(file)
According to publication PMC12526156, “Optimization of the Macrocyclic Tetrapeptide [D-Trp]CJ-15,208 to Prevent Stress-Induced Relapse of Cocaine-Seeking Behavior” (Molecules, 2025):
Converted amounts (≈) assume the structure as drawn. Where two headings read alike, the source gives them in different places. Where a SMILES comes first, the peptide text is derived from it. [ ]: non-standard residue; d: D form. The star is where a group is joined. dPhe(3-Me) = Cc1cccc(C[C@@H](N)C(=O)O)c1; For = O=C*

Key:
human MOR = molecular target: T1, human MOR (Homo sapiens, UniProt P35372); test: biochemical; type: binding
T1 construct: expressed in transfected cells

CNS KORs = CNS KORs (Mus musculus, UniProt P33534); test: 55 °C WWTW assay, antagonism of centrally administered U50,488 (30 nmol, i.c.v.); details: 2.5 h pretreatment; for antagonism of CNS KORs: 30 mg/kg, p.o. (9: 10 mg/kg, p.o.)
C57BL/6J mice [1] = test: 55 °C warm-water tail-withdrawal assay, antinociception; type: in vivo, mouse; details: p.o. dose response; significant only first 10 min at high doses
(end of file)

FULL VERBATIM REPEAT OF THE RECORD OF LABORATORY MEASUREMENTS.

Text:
According to publication PMC12526156, “Optimization of the Macrocyclic Tetrapeptide [D-Trp]CJ-15,208 to Prevent Stress-Induced Relapse of Cocaine-Seeking Behavior” (Molecules, 2025):
Converted amounts (≈) assume the structure as drawn. Where two headings read alike, the source gives them in different places. Where a SMILES comes first, the peptide text is derived from it. [ ]: non-standard residue; d: D form. The star is where a group is joined. dPhe(3-Me) = Cc1cccc(C[C@@H](N)C(=O)O)c1; For = O=C*

Key:
human MOR = molecular target: T1, human MOR (Homo sapiens, UniProt P35372); test: biochemical; type: binding
T1 construct: expressed in transfected cells

CNS KORs = CNS KORs (Mus musculus, UniProt P33534); test: 55 °C WWTW assay, antagonism of centrally administered U50,488 (30 nmol, i.c.v.); details: 2.5 h pretreatment; for antagonism of CNS KORs: 30 mg/kg, p.o. (9: 10 mg/kg, p.o.)
C57BL/6J mice [1] = test: 55 °C warm-water tail-withdrawal assay, antinociception; type: in vivo, mouse; details: p.o. dose response; significant only first 10 min at high doses